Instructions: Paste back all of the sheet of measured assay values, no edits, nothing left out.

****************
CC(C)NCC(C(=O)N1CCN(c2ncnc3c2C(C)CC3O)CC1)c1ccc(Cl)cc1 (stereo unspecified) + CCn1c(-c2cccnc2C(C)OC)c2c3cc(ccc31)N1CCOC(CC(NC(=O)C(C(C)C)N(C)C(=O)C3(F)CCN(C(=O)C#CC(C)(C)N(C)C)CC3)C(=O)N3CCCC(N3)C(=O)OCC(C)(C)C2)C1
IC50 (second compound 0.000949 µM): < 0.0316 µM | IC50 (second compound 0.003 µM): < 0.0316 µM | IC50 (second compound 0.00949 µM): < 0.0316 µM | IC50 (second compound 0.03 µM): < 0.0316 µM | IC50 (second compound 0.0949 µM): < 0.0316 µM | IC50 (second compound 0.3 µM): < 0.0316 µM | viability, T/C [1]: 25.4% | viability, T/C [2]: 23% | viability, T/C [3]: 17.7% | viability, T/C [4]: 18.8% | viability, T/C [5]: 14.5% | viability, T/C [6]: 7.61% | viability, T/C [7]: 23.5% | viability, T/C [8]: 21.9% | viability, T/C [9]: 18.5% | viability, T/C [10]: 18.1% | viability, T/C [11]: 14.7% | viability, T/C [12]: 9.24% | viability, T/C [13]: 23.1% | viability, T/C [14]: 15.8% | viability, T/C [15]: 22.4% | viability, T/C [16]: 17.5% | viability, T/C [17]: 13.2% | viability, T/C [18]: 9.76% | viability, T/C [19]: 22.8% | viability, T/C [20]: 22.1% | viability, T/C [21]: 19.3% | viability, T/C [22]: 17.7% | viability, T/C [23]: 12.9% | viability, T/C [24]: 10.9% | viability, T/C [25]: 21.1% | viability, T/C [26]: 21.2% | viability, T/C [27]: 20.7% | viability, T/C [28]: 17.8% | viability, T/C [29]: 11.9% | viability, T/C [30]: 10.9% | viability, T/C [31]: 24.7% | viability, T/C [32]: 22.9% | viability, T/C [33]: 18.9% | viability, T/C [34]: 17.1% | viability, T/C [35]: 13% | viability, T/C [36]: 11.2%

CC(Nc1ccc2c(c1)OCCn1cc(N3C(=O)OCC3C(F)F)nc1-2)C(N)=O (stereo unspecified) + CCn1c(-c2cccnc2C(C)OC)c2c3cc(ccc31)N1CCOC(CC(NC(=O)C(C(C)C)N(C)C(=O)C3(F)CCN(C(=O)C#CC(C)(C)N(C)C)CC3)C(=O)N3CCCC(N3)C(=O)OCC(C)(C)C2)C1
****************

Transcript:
CC(C)NCC(C(=O)N1CCN(c2ncnc3c2C(C)CC3O)CC1)c1ccc(Cl)cc1 (stereo unspecified) + CCn1c(-c2cccnc2C(C)OC)c2c3cc(ccc31)N1CCOC(CC(NC(=O)C(C(C)C)N(C)C(=O)C3(F)CCN(C(=O)C#CC(C)(C)N(C)C)CC3)C(=O)N3CCCC(N3)C(=O)OCC(C)(C)C2)C1
IC50 (second compound 0.000949 µM): < 0.0316 µM | IC50 (second compound 0.003 µM): < 0.0316 µM | IC50 (second compound 0.00949 µM): < 0.0316 µM | IC50 (second compound 0.03 µM): < 0.0316 µM | IC50 (second compound 0.0949 µM): < 0.0316 µM | IC50 (second compound 0.3 µM): < 0.0316 µM | viability, T/C [1]: 25.4% | viability, T/C [2]: 23% | viability, T/C [3]: 17.7% | viability, T/C [4]: 18.8% | viability, T/C [5]: 14.5% | viability, T/C [6]: 7.61% | viability, T/C [7]: 23.5% | viability, T/C [8]: 21.9% | viability, T/C [9]: 18.5% | viability, T/C [10]: 18.1% | viability, T/C [11]: 14.7% | viability, T/C [12]: 9.24% | viability, T/C [13]: 23.1% | viability, T/C [14]: 15.8% | viability, T/C [15]: 22.4% | viability, T/C [16]: 17.5% | viability, T/C [17]: 13.2% | viability, T/C [18]: 9.76% | viability, T/C [19]: 22.8% | viability, T/C [20]: 22.1% | viability, T/C [21]: 19.3% | viability, T/C [22]: 17.7% | viability, T/C [23]: 12.9% | viability, T/C [24]: 10.9% | viability, T/C [25]: 21.1% | viability, T/C [26]: 21.2% | viability, T/C [27]: 20.7% | viability, T/C [28]: 17.8% | viability, T/C [29]: 11.9% | viability, T/C [30]: 10.9% | viability, T/C [31]: 24.7% | viability, T/C [32]: 22.9% | viability, T/C [33]: 18.9% | viability, T/C [34]: 17.1% | viability, T/C [35]: 13% | viability, T/C [36]: 11.2%

CC(Nc1ccc2c(c1)OCCn1cc(N3C(=O)OCC3C(F)F)nc1-2)C(N)=O (stereo unspecified) + CCn1c(-c2cccnc2C(C)OC)c2c3cc(ccc31)N1CCOC(CC(NC(=O)C(C(C)C)N(C)C(=O)C3(F)CCN(C(=O)C#CC(C)(C)N(C)C)CC3)C(=O)N3CCCC(N3)C(=O)OCC(C)(C)C2)C1